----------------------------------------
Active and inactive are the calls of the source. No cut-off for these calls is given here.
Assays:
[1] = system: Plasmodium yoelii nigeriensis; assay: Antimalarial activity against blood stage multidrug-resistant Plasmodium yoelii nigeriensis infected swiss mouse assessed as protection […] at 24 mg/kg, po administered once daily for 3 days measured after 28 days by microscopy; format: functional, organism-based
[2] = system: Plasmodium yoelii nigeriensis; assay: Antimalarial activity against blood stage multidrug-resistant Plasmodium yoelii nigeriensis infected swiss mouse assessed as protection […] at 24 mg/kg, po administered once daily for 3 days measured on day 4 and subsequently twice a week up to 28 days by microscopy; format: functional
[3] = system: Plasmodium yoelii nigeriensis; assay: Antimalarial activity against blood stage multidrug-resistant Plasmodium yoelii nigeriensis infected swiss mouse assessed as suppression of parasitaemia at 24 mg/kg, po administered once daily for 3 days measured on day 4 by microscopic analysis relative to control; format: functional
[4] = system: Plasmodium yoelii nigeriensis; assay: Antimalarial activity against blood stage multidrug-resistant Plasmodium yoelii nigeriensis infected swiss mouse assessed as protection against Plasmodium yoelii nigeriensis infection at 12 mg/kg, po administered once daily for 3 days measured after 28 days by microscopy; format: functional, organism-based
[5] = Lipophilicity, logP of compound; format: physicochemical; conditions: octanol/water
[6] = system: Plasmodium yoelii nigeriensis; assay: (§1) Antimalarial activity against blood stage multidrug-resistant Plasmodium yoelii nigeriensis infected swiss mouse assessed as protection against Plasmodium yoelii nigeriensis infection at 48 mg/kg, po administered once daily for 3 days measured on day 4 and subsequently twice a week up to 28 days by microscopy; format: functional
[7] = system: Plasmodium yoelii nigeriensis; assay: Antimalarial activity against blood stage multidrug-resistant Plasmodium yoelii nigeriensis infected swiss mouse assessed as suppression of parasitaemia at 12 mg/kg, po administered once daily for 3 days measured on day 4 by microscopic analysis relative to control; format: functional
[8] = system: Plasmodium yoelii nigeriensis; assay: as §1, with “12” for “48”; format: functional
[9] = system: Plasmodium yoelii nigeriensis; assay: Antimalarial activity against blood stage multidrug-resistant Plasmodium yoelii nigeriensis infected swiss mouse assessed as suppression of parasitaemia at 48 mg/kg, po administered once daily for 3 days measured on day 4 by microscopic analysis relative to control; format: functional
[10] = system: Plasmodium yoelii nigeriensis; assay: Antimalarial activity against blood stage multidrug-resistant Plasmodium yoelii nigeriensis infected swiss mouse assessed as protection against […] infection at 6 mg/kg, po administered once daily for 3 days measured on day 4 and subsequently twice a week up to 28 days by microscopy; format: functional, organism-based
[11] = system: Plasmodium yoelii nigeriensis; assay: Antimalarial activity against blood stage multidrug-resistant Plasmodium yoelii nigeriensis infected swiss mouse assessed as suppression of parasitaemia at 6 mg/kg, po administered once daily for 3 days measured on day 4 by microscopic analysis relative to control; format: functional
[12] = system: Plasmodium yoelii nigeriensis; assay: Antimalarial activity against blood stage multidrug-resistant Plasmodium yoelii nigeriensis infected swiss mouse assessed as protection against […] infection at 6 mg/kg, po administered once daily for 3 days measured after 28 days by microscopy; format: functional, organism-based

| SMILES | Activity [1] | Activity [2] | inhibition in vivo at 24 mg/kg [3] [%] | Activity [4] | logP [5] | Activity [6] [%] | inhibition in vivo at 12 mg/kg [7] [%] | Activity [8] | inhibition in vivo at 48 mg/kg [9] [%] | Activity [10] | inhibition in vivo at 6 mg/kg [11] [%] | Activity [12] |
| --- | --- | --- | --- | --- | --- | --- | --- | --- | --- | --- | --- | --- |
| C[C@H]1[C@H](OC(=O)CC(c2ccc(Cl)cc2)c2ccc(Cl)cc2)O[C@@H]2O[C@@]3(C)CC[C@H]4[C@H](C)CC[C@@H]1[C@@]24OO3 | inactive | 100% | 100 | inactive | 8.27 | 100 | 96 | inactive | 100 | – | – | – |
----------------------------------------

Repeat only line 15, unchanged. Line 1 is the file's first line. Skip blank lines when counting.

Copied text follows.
| SMILES | Activity [1] | Activity [2] | inhibition in vivo at 24 mg/kg [3] [%] | Activity [4] | logP [5] | Activity [6] [%] | inhibition in vivo at 12 mg/kg [7] [%] | Activity [8] | inhibition in vivo at 48 mg/kg [9] [%] | Activity [10] | inhibition in vivo at 6 mg/kg [11] [%] | Activity [12] |